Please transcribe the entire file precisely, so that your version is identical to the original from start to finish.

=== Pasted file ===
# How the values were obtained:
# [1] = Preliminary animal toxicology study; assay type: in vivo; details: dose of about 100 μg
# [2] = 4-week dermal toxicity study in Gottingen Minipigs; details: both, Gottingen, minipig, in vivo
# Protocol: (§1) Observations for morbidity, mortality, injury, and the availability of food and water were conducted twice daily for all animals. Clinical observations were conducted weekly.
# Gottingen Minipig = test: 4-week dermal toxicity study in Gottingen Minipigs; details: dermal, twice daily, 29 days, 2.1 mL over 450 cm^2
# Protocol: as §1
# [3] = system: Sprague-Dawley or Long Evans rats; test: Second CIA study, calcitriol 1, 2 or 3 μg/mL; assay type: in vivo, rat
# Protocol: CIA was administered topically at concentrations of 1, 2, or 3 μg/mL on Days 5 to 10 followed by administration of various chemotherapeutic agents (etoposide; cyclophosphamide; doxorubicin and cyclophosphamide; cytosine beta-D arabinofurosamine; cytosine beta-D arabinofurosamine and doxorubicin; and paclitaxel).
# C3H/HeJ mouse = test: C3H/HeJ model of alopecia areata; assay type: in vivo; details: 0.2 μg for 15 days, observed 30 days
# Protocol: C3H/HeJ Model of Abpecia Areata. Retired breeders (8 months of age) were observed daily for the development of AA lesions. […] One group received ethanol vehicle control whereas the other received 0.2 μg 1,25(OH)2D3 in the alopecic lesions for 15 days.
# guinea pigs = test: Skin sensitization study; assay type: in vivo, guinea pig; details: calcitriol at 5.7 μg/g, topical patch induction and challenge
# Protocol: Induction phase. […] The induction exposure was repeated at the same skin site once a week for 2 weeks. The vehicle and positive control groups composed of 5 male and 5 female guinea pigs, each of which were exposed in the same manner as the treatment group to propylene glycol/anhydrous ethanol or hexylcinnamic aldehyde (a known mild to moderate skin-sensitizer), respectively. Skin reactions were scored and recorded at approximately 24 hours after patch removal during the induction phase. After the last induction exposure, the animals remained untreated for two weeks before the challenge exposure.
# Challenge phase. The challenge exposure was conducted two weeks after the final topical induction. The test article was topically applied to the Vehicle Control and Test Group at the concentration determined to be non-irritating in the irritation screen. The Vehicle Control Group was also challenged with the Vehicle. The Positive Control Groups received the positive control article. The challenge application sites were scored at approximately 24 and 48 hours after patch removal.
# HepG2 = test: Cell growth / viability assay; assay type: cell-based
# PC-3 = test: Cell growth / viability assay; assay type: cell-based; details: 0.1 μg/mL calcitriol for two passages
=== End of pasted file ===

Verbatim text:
# How the values were obtained:
# [1] = Preliminary animal toxicology study; assay type: in vivo; details: dose of about 100 μg
# [2] = 4-week dermal toxicity study in Gottingen Minipigs; details: both, Gottingen, minipig, in vivo
# Protocol: (§1) Observations for morbidity, mortality, injury, and the availability of food and water were conducted twice daily for all animals. Clinical observations were conducted weekly.
# Gottingen Minipig = test: 4-week dermal toxicity study in Gottingen Minipigs; details: dermal, twice daily, 29 days, 2.1 mL over 450 cm^2
# Protocol: as §1
# [3] = system: Sprague-Dawley or Long Evans rats; test: Second CIA study, calcitriol 1, 2 or 3 μg/mL; assay type: in vivo, rat
# Protocol: CIA was administered topically at concentrations of 1, 2, or 3 μg/mL on Days 5 to 10 followed by administration of various chemotherapeutic agents (etoposide; cyclophosphamide; doxorubicin and cyclophosphamide; cytosine beta-D arabinofurosamine; cytosine beta-D arabinofurosamine and doxorubicin; and paclitaxel).
# C3H/HeJ mouse = test: C3H/HeJ model of alopecia areata; assay type: in vivo; details: 0.2 μg for 15 days, observed 30 days
# Protocol: C3H/HeJ Model of Abpecia Areata. Retired breeders (8 months of age) were observed daily for the development of AA lesions. […] One group received ethanol vehicle control whereas the other received 0.2 μg 1,25(OH)2D3 in the alopecic lesions for 15 days.
# guinea pigs = test: Skin sensitization study; assay type: in vivo, guinea pig; details: calcitriol at 5.7 μg/g, topical patch induction and challenge
# Protocol: Induction phase. […] The induction exposure was repeated at the same skin site once a week for 2 weeks. The vehicle and positive control groups composed of 5 male and 5 female guinea pigs, each of which were exposed in the same manner as the treatment group to propylene glycol/anhydrous ethanol or hexylcinnamic aldehyde (a known mild to moderate skin-sensitizer), respectively. Skin reactions were scored and recorded at approximately 24 hours after patch removal during the induction phase. After the last induction exposure, the animals remained untreated for two weeks before the challenge exposure.
# Challenge phase. The challenge exposure was conducted two weeks after the final topical induction. The test article was topically applied to the Vehicle Control and Test Group at the concentration determined to be non-irritating in the irritation screen. The Vehicle Control Group was also challenged with the Vehicle. The Positive Control Groups received the positive control article. The challenge application sites were scored at approximately 24 and 48 hours after patch removal.
# HepG2 = test: Cell growth / viability assay; assay type: cell-based
# PC-3 = test: Cell growth / viability assay; assay type: cell-based; details: 0.1 μg/mL calcitriol for two passages